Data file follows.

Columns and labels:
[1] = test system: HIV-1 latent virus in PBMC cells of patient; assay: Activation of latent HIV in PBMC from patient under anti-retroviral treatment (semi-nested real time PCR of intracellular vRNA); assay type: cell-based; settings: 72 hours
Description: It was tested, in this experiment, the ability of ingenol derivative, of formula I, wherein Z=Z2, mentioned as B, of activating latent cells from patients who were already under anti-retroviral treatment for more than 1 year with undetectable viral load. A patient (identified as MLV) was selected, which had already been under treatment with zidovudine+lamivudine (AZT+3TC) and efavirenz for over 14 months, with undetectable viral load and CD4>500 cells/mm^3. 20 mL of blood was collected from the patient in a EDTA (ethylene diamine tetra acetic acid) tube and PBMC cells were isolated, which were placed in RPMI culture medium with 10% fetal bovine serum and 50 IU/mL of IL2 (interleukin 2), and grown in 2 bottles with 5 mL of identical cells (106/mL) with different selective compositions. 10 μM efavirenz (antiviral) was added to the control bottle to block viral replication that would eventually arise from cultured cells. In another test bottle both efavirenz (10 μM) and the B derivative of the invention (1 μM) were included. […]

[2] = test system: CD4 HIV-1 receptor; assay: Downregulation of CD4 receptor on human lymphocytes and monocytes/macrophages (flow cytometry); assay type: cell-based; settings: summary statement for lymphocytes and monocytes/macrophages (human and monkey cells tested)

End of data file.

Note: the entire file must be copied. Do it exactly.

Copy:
Columns and labels:
[1] = test system: HIV-1 latent virus in PBMC cells of patient; assay: Activation of latent HIV in PBMC from patient under anti-retroviral treatment (semi-nested real time PCR of intracellular vRNA); assay type: cell-based; settings: 72 hours
Description: It was tested, in this experiment, the ability of ingenol derivative, of formula I, wherein Z=Z2, mentioned as B, of activating latent cells from patients who were already under anti-retroviral treatment for more than 1 year with undetectable viral load. A patient (identified as MLV) was selected, which had already been under treatment with zidovudine+lamivudine (AZT+3TC) and efavirenz for over 14 months, with undetectable viral load and CD4>500 cells/mm^3. 20 mL of blood was collected from the patient in a EDTA (ethylene diamine tetra acetic acid) tube and PBMC cells were isolated, which were placed in RPMI culture medium with 10% fetal bovine serum and 50 IU/mL of IL2 (interleukin 2), and grown in 2 bottles with 5 mL of identical cells (106/mL) with different selective compositions. 10 μM efavirenz (antiviral) was added to the control bottle to block viral replication that would eventually arise from cultured cells. In another test bottle both efavirenz (10 μM) and the B derivative of the invention (1 μM) were included. […]

[2] = test system: CD4 HIV-1 receptor; assay: Downregulation of CD4 receptor on human lymphocytes and monocytes/macrophages (flow cytometry); assay type: cell-based; settings: summary statement for lymphocytes and monocytes/macrophages (human and monkey cells tested)